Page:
The purpose of raising these points is not simply to highlight the doctrinal murkiness of Viking and Laval, but to stress how radically they depart from the ordoliberal assumptions which informed the foundation of the EU legal order, and hence by extension, from the social market model, at least in its original ordoliberal sense. This is so whether we take a narrow view of the decisions as turning on a comparative approach to defining what a restriction is, or a broader one based on an absolute standard.

If the former interpretation is correct, the decisions are incompatible with the Spaak Report’s rejection of the argument that a common (or internal) market requires uniform rules in the area of labour law (or any other area of regulatory policy). If the latter interpretation is correct, they are incompatible with the idea of national-level labour law regimes as a necessary counterweight to the effects of economic integration.

The Ohlin and Spaak reports were written over 50 years ago, and there may be a case for seeing them as having diminished significance in today’s environment. There is indeed a sense in which the analysis they advanced has been superseded by changing circumstances, but not in a way which is capable of justifying the Court’s approach in Viking and Laval. In making the argument against a comprehensive European labour code, the Ohlin Report emphasised the inherent flexibility provided by separate national currencies and adjustable exchange rates. In the same way, the Spaak Report argued that differences in exchange rates could be expected to cancel out the potentially distorting effects of cross-national differences in nominal wage rates. Where the flexibility provided by exchange rates was thought to be absent, as in the case of the advantage enjoyed by employers in states with weak sex discrimination legislation, both Spaak and Ohlin accepted the logic of harmonisation of labour laws at transnational level, hence the incorporation of the equal pay principle into the Rome Treaty. By the same logic, the advent of the single currency, and the restrictions placed on national economic policymaking by the stability pact and associated measures, constitute a case for strengthening, not weakening, national-level labour law regimes, if necessary through further harmonisation.23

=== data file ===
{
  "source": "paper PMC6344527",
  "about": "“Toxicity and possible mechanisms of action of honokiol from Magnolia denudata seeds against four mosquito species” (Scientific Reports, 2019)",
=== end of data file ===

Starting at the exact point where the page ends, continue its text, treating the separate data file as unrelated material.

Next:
1 Case C-438/05 ITF v Viking Line ABP [2007] ECR I-10779; Case C-341/05 Laval v

Svenska Byggnadsarbetareförbundet [2007] ECR I-1176